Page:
Are you a Worry Warrior? Worry is not a useless emotion. I’m pretty sure it isn’t an emotion at all. It is more of an activity in the mind that comes from an emotion. The emotion it comes from is called fear. Worry is an indicator of the depth of beliefs. It is one of those activities that tends to spiral out of control and grow at alarming rates to produce all sorts of stressful side effects
The things you don’t worry about, you don’t worry about because you have no fear in that area. When there is nothing to fear, there is nothing to worry about so naturally there is no worry. The less worry you have, the less stress and tension you have, and the more attention you pay to the situation at hand. Worry comes into play when underlying fears cause the mind to expect a certain outcome based on previous experience or lack of experience. It is the act of focusing your thoughts on an outcome that you don’t want.
Worry grows with focus. The more we focus on something, the more it grows. The more it grows, the more it seems more of a reality. Before you know it we have the worry sitting right in front of us and it seems very real to us.
What are the things we worry about? We worry about our families and their health and safety. We worry about our pets and their health and safety. We worry about our friends and their health and safety. We worry about ourselves and our own health and safety. We hope we don’t get sick when a flu bug is going around. We hope our kids don’t get sick when they are at school. We start our thoughts with “I hope… “, which is not really hope at all and doesn’t generate a feeling of hope. It is worry.
We worry about the weather. In winter we worry about the snow and storms and will we be able to drive home safely. In summer we worry about the heat and will we get sunburned or sun cancer or dehydrated. All of these things we address with the preface of “I hope…”, which is not really hope at all and doesn’t generate any feelings of hope. It is worry.
We worry about what we will say to someone or what we did say to someone. We worry about what someone said to us. We worry about how we interpreted what someone said to us. We worry about what others will say or not say. We worry about what others will feel or not feel.
Worry is an activity of the mind that when unleashed, runs wild in the imagination, building the most fantastic story ever told. None of that story is based on fact. The fabric of the story comes from fear-based emotion. Sometimes worry arises as a faint nagging of unease that begs for focus and attention. Worry begets more worry. More often than not, the thing we are worrying about doesn’t happen at all in the way we were thinking about it.
Someone close to you has a cold and you are worried about their well being and recovery. You start to worry. How did they get it? Are they getting enough nutrients? Is their immune system compromised? Before you know it, in your mind, you see them contracting some rare incurable disease that permanently incapacitates them. You will have to take care of them for years in a coma. Then they die. Your mind creates how devastated you would be, what the funeral would be like, what people would say to you and how you would handle it bravely or crumbling into despair and depression. You can’t live without them. You are all alone in the world.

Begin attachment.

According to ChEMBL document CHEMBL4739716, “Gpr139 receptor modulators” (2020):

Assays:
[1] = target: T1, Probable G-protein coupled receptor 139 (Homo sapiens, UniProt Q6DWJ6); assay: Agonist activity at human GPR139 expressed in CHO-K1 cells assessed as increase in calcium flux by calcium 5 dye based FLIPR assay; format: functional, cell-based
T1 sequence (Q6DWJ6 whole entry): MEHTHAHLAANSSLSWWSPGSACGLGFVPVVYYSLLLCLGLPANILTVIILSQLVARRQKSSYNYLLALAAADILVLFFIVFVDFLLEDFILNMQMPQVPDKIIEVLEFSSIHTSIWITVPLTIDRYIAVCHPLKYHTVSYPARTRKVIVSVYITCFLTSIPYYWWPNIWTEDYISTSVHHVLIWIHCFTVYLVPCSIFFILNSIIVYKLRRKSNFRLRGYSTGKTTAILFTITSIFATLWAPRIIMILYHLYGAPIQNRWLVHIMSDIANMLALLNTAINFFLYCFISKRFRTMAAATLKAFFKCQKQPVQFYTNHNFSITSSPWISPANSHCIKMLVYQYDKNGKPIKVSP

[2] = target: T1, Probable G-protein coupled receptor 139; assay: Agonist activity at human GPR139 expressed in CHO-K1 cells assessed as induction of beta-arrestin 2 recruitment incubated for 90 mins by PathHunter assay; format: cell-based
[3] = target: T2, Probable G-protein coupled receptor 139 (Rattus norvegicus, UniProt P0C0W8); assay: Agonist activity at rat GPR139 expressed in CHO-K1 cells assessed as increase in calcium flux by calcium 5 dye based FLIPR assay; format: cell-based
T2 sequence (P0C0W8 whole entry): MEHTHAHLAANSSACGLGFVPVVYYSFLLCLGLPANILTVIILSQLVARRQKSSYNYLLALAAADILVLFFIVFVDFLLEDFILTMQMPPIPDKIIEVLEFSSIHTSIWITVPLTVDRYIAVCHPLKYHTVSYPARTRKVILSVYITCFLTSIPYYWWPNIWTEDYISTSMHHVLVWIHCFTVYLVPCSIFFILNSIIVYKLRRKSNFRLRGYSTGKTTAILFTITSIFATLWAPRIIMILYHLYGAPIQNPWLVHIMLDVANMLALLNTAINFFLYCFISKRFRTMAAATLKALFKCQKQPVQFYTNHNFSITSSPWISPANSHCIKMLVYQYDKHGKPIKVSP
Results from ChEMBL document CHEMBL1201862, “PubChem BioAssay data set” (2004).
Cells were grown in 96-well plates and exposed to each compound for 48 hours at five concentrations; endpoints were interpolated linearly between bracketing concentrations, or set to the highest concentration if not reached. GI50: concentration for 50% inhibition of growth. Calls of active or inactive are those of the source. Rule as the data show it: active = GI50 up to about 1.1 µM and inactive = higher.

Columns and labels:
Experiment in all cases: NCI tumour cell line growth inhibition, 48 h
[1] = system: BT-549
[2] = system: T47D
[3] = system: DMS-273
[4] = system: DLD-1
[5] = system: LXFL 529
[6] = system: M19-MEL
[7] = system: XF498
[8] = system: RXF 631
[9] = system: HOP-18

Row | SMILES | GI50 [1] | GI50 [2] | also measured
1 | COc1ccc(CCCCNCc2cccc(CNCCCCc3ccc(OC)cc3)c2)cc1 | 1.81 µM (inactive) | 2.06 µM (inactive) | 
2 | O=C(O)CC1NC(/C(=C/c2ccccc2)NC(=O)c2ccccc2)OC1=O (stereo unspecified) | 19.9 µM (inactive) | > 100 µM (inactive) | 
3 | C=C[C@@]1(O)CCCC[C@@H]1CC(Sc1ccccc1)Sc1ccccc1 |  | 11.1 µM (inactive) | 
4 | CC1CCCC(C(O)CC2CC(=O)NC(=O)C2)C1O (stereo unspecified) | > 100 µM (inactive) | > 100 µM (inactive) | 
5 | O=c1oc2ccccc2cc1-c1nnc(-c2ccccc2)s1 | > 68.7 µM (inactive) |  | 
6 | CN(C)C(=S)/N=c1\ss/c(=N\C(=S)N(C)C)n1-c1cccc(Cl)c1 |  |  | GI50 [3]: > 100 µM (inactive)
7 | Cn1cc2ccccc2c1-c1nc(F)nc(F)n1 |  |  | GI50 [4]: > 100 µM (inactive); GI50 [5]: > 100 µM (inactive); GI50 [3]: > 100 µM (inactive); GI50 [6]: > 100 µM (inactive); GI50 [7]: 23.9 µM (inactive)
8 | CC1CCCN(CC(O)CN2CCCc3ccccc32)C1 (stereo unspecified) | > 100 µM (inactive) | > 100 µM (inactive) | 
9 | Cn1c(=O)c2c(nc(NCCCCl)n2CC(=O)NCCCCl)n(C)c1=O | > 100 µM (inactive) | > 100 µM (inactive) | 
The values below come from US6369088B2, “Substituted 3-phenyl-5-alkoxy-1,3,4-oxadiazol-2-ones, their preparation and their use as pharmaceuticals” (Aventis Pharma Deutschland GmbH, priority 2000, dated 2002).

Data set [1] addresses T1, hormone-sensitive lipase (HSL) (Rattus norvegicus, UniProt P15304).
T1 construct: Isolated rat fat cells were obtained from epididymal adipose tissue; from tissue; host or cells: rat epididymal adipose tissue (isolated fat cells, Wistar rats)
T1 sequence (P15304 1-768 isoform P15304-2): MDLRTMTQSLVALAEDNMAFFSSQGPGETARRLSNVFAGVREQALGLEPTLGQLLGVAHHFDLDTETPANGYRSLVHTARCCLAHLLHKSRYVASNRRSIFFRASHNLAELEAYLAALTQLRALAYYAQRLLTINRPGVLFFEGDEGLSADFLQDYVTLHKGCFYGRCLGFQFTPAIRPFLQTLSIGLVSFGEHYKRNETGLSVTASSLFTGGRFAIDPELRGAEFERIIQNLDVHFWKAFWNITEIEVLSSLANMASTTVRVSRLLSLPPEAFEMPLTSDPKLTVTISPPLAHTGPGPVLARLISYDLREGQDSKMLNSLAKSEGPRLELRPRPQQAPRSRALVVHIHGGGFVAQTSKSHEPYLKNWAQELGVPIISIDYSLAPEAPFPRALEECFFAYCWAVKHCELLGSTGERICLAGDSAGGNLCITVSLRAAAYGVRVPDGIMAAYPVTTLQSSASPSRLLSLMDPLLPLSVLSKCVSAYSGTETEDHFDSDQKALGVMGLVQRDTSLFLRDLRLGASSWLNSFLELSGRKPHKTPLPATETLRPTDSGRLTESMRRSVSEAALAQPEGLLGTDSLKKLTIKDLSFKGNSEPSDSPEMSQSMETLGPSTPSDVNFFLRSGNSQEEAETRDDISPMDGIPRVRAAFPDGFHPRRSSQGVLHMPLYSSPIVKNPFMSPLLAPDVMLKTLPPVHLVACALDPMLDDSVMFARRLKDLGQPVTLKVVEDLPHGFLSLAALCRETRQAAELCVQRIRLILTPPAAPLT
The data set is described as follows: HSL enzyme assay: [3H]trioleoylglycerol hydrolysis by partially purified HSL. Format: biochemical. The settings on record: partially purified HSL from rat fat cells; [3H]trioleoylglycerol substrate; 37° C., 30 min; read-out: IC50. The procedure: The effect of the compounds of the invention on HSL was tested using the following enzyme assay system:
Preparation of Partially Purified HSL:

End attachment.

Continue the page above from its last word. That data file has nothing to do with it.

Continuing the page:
And why does this happen? Because that happened to someone else you knew or heard of?
Have you ever been worried about having said something to someone, and then worried how they took it. You concocted an entire story line, complete with plot, opinion, results, and repercussions. You worked yourself up into a state of massive stress and tension. Perhaps you even made yourself sick to your stomach or brought on a migraine. Then when you finally screw up the courage enough to “deal with the unbearable situation” and confront the other person or to apologize to them, you find that they never gave it another thought. So… was that worth it?
Is worry ever worth it? It is worth extra focus, extra stress, and the results from worry often lead to misunderstanding, miscommunication, and illness.
Once the act of worrying is shifted from focusing on outcomes that are not wanted to a focus on love and caring for the result you do want, the level of stress experience toward the situation will drop significantly. It takes practice to identify when you are starting to worry and replacing those thoughts with those of love and caring. Here are four simple steps, using The OARS Method, you can use right now to start learning how to stop worrying and live a more peaceful, caring, worry free life.
The OARS Method
- Observe your own thoughts as you are thinking about a situation that worries you.
- Acknowledge that you do have valid concerns in that area.
- Release the focus on the thoughts you don’t want
- Shift your focus to the loving and caring result that you do want.